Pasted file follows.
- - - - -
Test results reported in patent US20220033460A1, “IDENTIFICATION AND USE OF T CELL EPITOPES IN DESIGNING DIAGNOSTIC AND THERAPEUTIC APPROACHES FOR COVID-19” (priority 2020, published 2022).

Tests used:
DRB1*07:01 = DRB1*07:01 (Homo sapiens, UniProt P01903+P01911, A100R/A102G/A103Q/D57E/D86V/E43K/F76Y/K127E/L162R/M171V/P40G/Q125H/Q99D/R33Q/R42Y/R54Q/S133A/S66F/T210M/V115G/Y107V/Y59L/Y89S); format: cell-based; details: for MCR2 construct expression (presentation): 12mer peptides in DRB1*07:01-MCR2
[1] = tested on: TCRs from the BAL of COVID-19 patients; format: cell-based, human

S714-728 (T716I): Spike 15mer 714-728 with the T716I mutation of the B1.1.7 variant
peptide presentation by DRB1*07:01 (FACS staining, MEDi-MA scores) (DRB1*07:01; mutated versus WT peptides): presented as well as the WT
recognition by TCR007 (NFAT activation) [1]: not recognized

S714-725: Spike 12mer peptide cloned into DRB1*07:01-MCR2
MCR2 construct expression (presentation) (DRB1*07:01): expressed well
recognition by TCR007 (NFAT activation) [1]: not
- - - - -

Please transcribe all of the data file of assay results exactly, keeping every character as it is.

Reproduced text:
Test results reported in patent US20220033460A1, “IDENTIFICATION AND USE OF T CELL EPITOPES IN DESIGNING DIAGNOSTIC AND THERAPEUTIC APPROACHES FOR COVID-19” (priority 2020, published 2022).

Tests used:
DRB1*07:01 = DRB1*07:01 (Homo sapiens, UniProt P01903+P01911, A100R/A102G/A103Q/D57E/D86V/E43K/F76Y/K127E/L162R/M171V/P40G/Q125H/Q99D/R33Q/R42Y/R54Q/S133A/S66F/T210M/V115G/Y107V/Y59L/Y89S); format: cell-based; details: for MCR2 construct expression (presentation): 12mer peptides in DRB1*07:01-MCR2
[1] = tested on: TCRs from the BAL of COVID-19 patients; format: cell-based, human

S714-728 (T716I): Spike 15mer 714-728 with the T716I mutation of the B1.1.7 variant
peptide presentation by DRB1*07:01 (FACS staining, MEDi-MA scores) (DRB1*07:01; mutated versus WT peptides): presented as well as the WT
recognition by TCR007 (NFAT activation) [1]: not recognized

S714-725: Spike 12mer peptide cloned into DRB1*07:01-MCR2
MCR2 construct expression (presentation) (DRB1*07:01): expressed well
recognition by TCR007 (NFAT activation) [1]: not